When you spend large amount of time connected to the Internet, how you see the world starts to change. It has to.
With a mobile device now serving as an additional appendage for most people, access to information is only an arm’s reach away. While this modern luxury is mind-blowing in so many ways, it’s also life-changing.
What I mean is that the mind tends to latch onto whatever ideas and images are the most potent. An endless scroll of visually appealing updates from humans you know is more appealing than reading a physical book about someone you don’t. Scintillating tales that may or may not be true–and most likely aren’t true–can be more compelling than a boring old conversation with a real-life friend.
But there’s something so life-affirming with real-life conversations, whether in the flesh or on a phone. There’s automatic feedback. There’s the opportunity to learn immediately from your actions. There’s the benefit of getting emotional support and real-time validation.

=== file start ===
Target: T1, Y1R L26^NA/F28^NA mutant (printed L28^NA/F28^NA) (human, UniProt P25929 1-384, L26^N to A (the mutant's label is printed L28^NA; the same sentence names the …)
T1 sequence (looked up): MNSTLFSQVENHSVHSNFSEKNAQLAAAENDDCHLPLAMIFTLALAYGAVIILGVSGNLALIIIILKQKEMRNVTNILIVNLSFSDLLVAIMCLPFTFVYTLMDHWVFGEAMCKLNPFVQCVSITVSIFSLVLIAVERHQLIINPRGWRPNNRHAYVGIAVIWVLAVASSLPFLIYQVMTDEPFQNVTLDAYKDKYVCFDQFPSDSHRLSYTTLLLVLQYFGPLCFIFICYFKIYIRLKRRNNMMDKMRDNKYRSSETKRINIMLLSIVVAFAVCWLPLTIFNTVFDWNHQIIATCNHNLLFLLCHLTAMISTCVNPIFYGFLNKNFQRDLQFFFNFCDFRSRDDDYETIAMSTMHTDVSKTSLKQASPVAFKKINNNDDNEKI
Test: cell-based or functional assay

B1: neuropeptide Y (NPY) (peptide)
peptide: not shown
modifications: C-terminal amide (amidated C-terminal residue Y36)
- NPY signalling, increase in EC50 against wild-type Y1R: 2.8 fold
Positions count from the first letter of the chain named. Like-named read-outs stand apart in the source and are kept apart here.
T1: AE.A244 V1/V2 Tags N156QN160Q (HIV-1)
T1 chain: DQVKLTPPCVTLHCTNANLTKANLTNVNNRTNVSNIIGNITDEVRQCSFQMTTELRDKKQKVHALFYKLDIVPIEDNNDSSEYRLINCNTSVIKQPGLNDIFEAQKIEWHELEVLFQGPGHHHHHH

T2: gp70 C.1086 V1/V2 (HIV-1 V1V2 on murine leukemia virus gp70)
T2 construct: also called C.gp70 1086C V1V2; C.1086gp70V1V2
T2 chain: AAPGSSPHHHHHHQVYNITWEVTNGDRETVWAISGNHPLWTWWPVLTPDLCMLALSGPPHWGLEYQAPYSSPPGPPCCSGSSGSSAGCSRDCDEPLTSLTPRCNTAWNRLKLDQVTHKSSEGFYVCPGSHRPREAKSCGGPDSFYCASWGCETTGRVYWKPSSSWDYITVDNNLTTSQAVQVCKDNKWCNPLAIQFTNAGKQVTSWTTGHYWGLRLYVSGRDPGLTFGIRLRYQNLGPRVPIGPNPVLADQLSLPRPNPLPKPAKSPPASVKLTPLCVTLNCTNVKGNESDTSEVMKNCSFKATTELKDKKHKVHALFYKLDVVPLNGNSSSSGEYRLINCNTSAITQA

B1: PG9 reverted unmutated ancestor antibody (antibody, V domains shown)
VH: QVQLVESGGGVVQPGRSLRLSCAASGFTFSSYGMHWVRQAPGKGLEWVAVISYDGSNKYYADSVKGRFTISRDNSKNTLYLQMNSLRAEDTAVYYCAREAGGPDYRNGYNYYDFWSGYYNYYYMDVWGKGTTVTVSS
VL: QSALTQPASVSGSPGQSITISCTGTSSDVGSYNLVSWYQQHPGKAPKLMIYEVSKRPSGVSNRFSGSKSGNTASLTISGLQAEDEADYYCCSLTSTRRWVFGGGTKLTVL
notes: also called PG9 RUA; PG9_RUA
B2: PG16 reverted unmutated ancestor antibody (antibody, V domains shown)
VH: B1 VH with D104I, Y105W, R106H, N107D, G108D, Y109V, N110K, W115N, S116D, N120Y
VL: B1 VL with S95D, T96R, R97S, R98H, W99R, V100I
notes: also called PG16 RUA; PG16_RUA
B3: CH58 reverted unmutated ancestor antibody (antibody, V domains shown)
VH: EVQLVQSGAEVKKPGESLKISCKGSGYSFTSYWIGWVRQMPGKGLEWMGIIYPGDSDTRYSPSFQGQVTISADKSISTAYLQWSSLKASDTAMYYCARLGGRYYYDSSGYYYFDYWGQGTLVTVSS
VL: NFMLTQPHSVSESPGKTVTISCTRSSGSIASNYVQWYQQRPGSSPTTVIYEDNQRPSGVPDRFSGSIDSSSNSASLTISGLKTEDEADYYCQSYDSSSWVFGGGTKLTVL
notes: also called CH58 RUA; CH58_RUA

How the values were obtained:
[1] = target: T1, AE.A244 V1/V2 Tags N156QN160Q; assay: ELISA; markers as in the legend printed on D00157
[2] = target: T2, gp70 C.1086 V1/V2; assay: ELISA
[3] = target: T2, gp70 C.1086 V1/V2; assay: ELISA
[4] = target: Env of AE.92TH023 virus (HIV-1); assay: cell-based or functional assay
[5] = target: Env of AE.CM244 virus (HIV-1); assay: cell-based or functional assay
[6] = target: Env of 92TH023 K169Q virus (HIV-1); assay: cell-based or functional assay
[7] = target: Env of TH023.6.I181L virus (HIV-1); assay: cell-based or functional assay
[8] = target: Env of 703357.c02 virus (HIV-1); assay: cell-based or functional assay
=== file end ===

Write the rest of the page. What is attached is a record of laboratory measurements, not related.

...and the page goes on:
Online, it’s not like this, especially with the rapid-fire news cycle. With news stories that flash by in the blink of an eye, it’s hard to keep up. Scratch that, it’s impossible to keep up. A friend’s getting engaged. Wait, no! Someone in the British royal family is getting engaged! Does a British royal count as a friend? I sure feel like I know them well at times! Why do I have so much emotion invested in someone I’ll never meet? It feels important. All my friends are talking about it online, so it must be important.
This is one of thousands of examples I could share about how our attention can be hijacked online at a moment’s notice.